The world's most valuable company beats profit expectations despite its iPhone X performing below par amid a fall in global demand for smartphones.
Apple on Tuesday beat revenue and profit expectations in its March quarter as it sold 52.2 million iPhones, barely below Wall Street targets and showing some resilience as global demand for smartphones wanes.
The company also predicted a revenue range of $51.5 billion to $53.5 billion for the June quarter.
Apple also boosted its capital return programme by $100 billion, with repurchases from the increase set to begin in the June quarter, and said it bought $23.5 billion of stock back in the March quarter, a sign that it is bringing back most of its hundreds of billions of dollars in cash to the United States.
The share repurchases in the march quarter drove Apple's cash net of debt down slightly to $145 billion.
"We are returning the cash to investors as we have promised,” Chief Financial Officer Luca Maestri told Reuters in an interview.
Disappointing iPhone X
Apple has been at a challenging crossroads this year with sales of its flagship iPhone X disappointing many observers.
Investors have watched Apple closely in recent weeks as a string of poor forecasts from the smartphone supply chain signaled that iPhone demand may be lower than previously expected.
They have also been watching carefully for signs of what Apple plans to do with its hundreds of billions of dollars in cash.
Apple posted revenue for its March quarter of $61.1 billion, up from $52.9 billion last year.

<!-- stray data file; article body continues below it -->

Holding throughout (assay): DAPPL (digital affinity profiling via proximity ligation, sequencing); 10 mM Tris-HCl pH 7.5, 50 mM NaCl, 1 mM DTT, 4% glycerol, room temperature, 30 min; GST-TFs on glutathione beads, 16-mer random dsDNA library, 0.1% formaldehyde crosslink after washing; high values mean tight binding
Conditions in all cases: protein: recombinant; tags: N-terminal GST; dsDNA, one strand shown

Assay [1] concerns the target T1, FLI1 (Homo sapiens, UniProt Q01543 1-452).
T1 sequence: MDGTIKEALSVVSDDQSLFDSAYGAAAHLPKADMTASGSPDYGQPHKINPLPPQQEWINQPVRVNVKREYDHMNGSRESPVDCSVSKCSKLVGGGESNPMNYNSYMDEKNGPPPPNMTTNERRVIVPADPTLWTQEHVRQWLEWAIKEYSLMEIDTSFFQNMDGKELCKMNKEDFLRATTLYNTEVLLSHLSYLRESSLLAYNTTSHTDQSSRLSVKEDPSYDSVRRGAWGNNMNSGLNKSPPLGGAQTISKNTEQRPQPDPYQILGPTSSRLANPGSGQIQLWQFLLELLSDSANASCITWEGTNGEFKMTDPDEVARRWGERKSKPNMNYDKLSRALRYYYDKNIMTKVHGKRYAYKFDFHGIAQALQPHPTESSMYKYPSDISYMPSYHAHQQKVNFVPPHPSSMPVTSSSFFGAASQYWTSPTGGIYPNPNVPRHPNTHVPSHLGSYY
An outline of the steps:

Average selling prices for iPhones were $728, compared with Wall Street expectations of $742.
Profits were $2.73 per share, up from $2.10 a year ago.
Apple's services business, which includes Apple Music, the App Store and iCloud, posted $9.1 billion in revenue compared with expectations of $8.3 billion.
Heading into earnings, investors were hopeful that growth in that segment could help offset the cooling global smartphone market.
Apple traditionally updates its share buy-back and dividend programme each spring, and the $100 billion it added this year compares with an increase of $50 billion last year.
The company also increased its quarterly dividend 16 percent, compared with a 10.5 percent increase last year.
In February, Apple said it planned to draw down its excess cash, though Chief Executive Tim Cook had downplayed the possibility of a special dividend.
But investors have had concerns around Apple because of a brewing trade tensions with China.
While there has not yet been a tariff on devices such as Apple's iPhone, Cook last week travelled to Washington to meet with US President Donald Trump at the White House to discuss trade matters.
"We believe tariffs at the end of the day are a tax on the consumer," Maestri said.
Apple has been emphasising its contributions to the US economy in recent months, outlining a $30 billion US spending plan and highlighting the tens of billions of dollars it spends each year with US-based suppliers.